Dhomont also gives us his sonic take on other significant Kafka themes, including guilt, solitude, dreams, death, the family, and “impossible messages” – the last one being an apt description of Kafka’s own short stories, for this reader. On Le Cri Du Choucas – a title which incidentally translates as “The jackdaw’s call” and makes a punning reference to the Czech word Kavka – he does it through rich and maximal fugues of abstract sound. Everything has been heavily treated and processed through a vast amount of expensive-sounding digital crunch and filter effects, yet you feel you could somehow reverse-engineer these noises into their sources if you only listened for long enough. Alien though they be, some sounds closely resemble swarms of chattering voices in a huge mass, which is how I remember parts of Frankenstein Symphony by this composer (from 1997). Often these sounds coalesce and rush forward in a massed advance which seems unstoppable; it creates a suitably nightmarish and unreal mood for the listener.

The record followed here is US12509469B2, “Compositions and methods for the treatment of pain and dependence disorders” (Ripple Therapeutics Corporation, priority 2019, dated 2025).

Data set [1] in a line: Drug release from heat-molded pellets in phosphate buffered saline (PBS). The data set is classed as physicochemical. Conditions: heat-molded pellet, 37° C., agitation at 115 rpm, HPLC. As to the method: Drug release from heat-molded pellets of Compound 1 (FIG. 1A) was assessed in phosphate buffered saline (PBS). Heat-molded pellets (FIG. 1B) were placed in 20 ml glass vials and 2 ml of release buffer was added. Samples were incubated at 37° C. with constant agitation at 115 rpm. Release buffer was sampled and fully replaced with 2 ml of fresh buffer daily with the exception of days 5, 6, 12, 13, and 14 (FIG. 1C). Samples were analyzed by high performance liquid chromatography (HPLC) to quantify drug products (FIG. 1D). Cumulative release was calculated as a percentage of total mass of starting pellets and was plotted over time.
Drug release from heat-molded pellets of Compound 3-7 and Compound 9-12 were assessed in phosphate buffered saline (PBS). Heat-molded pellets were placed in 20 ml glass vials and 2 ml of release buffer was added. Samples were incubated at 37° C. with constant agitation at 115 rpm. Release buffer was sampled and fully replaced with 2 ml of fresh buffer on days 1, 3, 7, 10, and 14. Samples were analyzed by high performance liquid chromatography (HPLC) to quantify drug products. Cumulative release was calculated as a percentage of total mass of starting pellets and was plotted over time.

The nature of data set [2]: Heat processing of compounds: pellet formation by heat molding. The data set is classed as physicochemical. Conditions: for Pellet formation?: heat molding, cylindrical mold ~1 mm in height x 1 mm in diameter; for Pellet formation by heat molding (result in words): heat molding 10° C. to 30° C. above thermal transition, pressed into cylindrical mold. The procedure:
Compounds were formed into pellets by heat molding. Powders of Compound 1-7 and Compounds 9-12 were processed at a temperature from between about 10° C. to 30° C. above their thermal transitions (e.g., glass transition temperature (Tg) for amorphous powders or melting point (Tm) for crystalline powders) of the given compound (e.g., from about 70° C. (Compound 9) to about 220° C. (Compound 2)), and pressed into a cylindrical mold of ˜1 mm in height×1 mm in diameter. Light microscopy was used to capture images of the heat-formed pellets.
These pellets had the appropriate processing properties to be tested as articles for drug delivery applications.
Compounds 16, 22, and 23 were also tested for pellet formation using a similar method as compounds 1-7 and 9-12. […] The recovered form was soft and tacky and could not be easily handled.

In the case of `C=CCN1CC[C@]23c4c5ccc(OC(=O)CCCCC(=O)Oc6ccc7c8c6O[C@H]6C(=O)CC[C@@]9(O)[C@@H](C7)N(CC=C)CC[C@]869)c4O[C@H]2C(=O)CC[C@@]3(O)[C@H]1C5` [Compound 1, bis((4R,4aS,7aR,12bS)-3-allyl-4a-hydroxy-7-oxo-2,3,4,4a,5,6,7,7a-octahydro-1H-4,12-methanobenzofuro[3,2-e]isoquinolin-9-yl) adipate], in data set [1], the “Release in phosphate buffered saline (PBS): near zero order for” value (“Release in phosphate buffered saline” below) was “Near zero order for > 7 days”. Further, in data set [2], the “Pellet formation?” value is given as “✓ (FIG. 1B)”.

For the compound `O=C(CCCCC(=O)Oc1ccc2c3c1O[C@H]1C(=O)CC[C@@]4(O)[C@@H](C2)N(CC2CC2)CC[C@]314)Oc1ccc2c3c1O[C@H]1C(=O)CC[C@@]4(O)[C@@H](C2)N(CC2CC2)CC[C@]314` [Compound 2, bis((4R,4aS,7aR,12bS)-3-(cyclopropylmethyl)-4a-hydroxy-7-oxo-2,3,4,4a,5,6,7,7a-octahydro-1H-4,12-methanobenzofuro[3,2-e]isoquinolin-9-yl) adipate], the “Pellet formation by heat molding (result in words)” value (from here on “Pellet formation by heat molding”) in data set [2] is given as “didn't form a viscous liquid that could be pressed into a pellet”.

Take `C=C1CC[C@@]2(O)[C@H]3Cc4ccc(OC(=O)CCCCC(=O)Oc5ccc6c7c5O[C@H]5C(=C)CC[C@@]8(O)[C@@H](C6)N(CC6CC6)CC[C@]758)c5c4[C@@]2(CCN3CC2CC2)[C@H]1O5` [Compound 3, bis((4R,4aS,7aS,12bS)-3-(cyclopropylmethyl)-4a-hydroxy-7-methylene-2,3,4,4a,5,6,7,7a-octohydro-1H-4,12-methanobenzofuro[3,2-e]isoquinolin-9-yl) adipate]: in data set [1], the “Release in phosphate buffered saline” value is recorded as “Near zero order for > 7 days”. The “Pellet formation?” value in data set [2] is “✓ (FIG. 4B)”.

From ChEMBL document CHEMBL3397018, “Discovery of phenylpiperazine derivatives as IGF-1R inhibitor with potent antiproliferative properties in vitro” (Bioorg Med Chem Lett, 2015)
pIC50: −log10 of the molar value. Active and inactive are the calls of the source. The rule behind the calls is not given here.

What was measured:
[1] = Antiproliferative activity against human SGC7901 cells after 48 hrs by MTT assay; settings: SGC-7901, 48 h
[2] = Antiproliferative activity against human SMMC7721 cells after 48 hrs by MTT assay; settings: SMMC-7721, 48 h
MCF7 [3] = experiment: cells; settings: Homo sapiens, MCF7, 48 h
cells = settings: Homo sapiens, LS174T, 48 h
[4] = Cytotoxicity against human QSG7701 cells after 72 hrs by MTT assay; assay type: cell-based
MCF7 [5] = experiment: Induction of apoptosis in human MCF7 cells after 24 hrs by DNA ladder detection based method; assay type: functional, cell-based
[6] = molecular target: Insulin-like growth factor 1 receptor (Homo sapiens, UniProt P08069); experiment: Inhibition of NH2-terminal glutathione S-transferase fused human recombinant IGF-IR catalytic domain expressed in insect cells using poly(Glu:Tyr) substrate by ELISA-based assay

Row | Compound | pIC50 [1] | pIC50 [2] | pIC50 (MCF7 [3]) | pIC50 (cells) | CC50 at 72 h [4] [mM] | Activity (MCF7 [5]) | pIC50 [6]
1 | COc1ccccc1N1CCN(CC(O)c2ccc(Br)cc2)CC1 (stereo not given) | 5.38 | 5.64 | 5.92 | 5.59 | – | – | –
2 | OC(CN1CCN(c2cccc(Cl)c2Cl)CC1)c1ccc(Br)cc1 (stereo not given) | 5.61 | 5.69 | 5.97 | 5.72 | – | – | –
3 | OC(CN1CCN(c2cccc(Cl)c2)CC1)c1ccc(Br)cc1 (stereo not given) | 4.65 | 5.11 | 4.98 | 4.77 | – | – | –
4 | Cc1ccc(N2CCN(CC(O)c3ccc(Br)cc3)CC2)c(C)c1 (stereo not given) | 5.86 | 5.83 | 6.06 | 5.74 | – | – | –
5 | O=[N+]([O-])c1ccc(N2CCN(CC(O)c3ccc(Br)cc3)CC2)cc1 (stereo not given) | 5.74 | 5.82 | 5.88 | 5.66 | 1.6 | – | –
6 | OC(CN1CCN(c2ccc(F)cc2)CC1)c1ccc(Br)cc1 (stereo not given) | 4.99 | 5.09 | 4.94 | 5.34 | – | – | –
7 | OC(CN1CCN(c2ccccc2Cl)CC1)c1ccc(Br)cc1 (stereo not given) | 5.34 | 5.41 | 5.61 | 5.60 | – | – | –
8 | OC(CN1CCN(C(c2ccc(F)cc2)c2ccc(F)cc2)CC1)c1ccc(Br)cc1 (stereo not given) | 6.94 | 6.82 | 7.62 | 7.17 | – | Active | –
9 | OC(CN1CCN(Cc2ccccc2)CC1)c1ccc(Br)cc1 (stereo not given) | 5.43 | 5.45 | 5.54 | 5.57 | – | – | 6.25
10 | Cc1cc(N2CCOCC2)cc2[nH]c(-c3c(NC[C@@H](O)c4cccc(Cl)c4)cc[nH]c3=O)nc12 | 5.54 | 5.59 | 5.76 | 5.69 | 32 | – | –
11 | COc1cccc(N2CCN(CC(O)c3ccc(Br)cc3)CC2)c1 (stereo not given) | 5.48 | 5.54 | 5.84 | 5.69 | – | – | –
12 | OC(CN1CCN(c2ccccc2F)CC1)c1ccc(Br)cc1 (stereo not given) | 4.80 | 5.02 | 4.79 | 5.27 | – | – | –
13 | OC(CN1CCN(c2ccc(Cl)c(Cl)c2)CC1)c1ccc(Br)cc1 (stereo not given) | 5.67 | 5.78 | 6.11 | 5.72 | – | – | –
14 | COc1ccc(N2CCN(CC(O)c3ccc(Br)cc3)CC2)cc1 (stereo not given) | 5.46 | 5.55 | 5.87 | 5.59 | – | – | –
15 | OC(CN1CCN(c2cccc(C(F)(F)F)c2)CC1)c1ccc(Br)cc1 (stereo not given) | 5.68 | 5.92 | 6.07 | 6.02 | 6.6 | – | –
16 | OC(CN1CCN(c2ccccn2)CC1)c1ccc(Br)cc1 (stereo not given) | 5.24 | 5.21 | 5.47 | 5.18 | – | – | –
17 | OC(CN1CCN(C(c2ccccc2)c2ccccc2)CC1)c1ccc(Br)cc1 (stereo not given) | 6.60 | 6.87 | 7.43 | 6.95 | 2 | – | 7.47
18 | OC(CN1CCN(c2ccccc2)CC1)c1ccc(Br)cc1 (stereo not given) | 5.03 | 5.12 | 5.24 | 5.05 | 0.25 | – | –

The work is further illustrated and signposted by a good deal of spoken-word narration (in French), fragments of texts and documentary recordings which I assume highlight significant milestones in the design. But these interpolations also interrupt the flow of the music, and keep reminding us of the grand abstractions that Dhomont wishes to convey, barely allowing us any space to conceive our own thoughts. This is one of the stumbling blocks for me on this otherwise exciting release, as it lends an air of didacticism to the work; it’s like being lectured by stern academics in a stuffy University where the Kafka syllabus hasn’t been updated in over 35 years. One senses that the masters at this academy would have no truck with Orson Welles’ free-spirited cinematic interpretation of The Trial. It’s also something of an old-school musique concrète technique, one which has tended to mar my enjoyment of Pierre Henry’s Apocalypse De Jean, that famed Oratorio Electronique from 1969. This aside, you can comfortably play this meticulous work at peak volumes for immersive and transporting effects, to induce profound states of mind…from 25 May 2016.

Horrible Gas Emissions